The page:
Model Citizen Seized as One of 10 Most Wanted in Maryland


A convicted rapist and bank robber who was one of Maryland’s 10 most-wanted fugitives apparently lived as a “mild-mannered, polite” model citizen in Southern California for nearly 10 years--even helping set up a neighborhood crime watch--until his capture Monday, police said.

Moses Herman Fisher, 45, using the alias Michael E. Johnson, worked as an appliance salesman and had no criminal record in California, police said.

His wife of four years, who is seven months pregnant, was stunned when she learned that her husband was a wanted man after police and FBI agents knocked on the door of their Sun Valley apartment in the northeastern San Fernando Valley at 6:30 a.m.

“She had no idea,” Detective Eugene Edwards said. “She was quite surprised and upset. So was he.”


Fisher has been sought by Maryland authorities since October, 1980, when he fled from the Brockbridge Correctional Facility in Jessup, Md., while on a work detail, Edwards said. Fisher was placed on the the state’s 10 most-wanted fugitives list this year and described as possibly armed and dangerous, Edwards said.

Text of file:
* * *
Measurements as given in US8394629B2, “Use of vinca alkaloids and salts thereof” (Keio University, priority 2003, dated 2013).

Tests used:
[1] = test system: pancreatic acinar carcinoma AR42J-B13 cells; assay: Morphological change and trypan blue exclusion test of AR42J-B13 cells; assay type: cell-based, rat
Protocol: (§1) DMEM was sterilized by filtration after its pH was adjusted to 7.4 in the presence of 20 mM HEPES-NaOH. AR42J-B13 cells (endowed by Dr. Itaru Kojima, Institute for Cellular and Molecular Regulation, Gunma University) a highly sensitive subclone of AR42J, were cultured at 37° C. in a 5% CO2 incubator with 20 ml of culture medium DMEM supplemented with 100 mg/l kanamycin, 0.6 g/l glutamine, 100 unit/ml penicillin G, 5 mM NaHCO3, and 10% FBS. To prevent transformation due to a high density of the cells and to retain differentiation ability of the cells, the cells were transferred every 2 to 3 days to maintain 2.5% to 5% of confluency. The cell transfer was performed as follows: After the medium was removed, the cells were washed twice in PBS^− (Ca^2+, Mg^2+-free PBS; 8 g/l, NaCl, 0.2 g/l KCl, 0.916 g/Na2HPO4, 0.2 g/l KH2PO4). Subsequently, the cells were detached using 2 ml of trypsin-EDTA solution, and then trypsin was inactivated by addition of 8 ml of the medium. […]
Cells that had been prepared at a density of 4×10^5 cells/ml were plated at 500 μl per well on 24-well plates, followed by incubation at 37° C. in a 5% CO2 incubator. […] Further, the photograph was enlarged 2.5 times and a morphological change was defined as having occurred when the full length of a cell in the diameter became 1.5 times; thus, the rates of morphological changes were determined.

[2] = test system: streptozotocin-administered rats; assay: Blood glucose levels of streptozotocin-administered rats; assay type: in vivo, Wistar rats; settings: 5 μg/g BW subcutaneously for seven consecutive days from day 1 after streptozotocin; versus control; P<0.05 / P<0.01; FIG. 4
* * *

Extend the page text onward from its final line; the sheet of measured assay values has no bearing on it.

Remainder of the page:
Fisher had been serving a life term plus 15 years for two rapes, a bank robbery and three counts of attempted robbery with a deadly weapon, Edwards said.

Los Angeles police found him after authorities in Maryland received an anonymous tip on his whereabouts, Edwards said.

Fisher had lived at the apartment for two years and recently started work as a salesman at a discount store in Sun Valley, police said.

Art Michener, manager of Discount Sales, said he hired “Johnson” earlier this month and was shocked to learn Monday that his new employee was a fugitive. “Surprise is not even close,” to describing his reaction, Michener said.

“He was a mild-mannered, polite guy. He would do anything I asked him to do. I thought I had found the ideal employee.”

Police said Fisher previously worked for several years as an assembler for Xerox in El Segundo and may have lived in that area and possibly San Diego, where a driver’s license under the name Michael E. Johnson was first issued in 1981. A Xerox spokesman, however, said “Johnson” worked there for only two months last year.

Wesley Gibson, Fisher’s next-door neighbor, took him to Discount Sales to apply for a job after he was laid off from Xerox.

“It’s very shocking. I can’t believe he is who they say he is. People change and I don’t see Mike as being what they say he is. If it is true, it’s a Jekyll-and-Hyde personality.

“As far as I know, he is an outstanding citizen. We were setting up a community watch program at our complex. Everybody knew that if they had a problem they could come to him to get it fixed.”

He said Fisher put up signs in the complex encouraging residents to join the crime-watch group. “He has been a very good tenant,” said Jaga Ostapowicz, manager of the apartment complex where Fisher lived. “This is shocking. I said, ‘No, no, no, this can’t be,’ when I heard.”

Fisher was being held without bail in the Parker Center jail.